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5. November 2011 Denisa Vuchtrlová

Trip to sunny Florence and the “Codice fiscale”

This is it! What I’ve been looking forward to so much is just beginning. I am taking my seat on the bus that goes to Brno and then on to Florence. My parents’ worries have made me a bit nervous - their sad mood as I was boarding the bus brought me down. But when I heard the engine and the bus took off, it all just fell off me and I could not wait to get to Florence.

This is it! What I’ve been looking forward to so much is just beginning. I am taking my seat on the bus that goes to Brno and then on to Florence. My parents’ worries have made me a bit nervous – their sad mood as I was boarding the bus brought me down. But when I heard the engine and the bus took off, it all just fell off me and I could not wait to get to Florence.

The trip from Prague to Brno was peaceful. I got a bit insecure in Brno, surveying the platforms and buses and trying to find the one that was to take me to Florence. Happily, a kind stewardess noticed me and directed me towards my bus. So I boarded a bus again, a likable older lady sat next to me, and when she addressed me I knew she was Slovak. She entertained me by talking about her family and job during the entire trip.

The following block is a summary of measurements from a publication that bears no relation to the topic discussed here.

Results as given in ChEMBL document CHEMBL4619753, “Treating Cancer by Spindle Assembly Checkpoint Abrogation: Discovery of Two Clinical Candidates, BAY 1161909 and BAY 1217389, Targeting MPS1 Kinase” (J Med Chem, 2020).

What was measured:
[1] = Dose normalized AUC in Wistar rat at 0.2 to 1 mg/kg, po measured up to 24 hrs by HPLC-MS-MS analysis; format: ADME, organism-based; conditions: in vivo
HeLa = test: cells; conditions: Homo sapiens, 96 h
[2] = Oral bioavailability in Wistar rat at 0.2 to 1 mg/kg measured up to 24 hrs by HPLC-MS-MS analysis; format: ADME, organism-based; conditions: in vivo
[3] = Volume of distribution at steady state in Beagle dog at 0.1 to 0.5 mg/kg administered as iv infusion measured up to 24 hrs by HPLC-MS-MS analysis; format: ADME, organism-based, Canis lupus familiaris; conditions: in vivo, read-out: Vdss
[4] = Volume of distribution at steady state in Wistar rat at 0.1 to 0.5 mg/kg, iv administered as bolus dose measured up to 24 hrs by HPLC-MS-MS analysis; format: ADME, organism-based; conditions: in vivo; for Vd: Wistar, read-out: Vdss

Now that we’re in Florence, I need my suitcases unloaded and then it’s off to my new apartment and independent student life! My new landlady picked me up at the bus station and took me on a trip around Florence. When we got home, she showed me everything and let me settle in. On that very day, I met my flatmates Francesca and Alessandro. They were both very kind and promised me to help me out with everything initially. Everything looks beautiful, and I am finally where I wanted to be all my life.

At that moment, I had no idea what a whirlwind would start in just a few days… In Florence, and in Italy generally, people have plenty of time and are in no rush. The first time I found out was when I needed to get to the city center. Schedules are likely just suggestions, as delays of ten to twenty minutes are commonplace. The carriers went on strike the next day, so I just walked – and I didn’t mind that much; it’s always around 20 degrees Celsius and sunny here.

But my biggest problem arose when I learned of the “Codice fiscale”; it is something like the birth registration number in our country and, simply, you can’t exist without it in Italy. So I set out to the office to apply for my “Codice fiscale”. As I walked in they told me that their network had just gone down and asked me to try some other time. So I went there again the next day; everything was in order except that there were many more people this time, and a single officer at the counter. I asked for the form, and then I had to wait for forty-five minutes, and then for another thirty minutes at the counter with an officer who had a really hard time typing my surname on the computer. But it all ended well and I became a full-fledged resident of Florence three weeks later.

But lest you think that I’m complaining – that is not the case, not at all. Everybody is just so very nice and open that you forgive them immediately and start getting used to their slow pace. After all, the pace is quite pleasant – unless you need something really urgent, that is.

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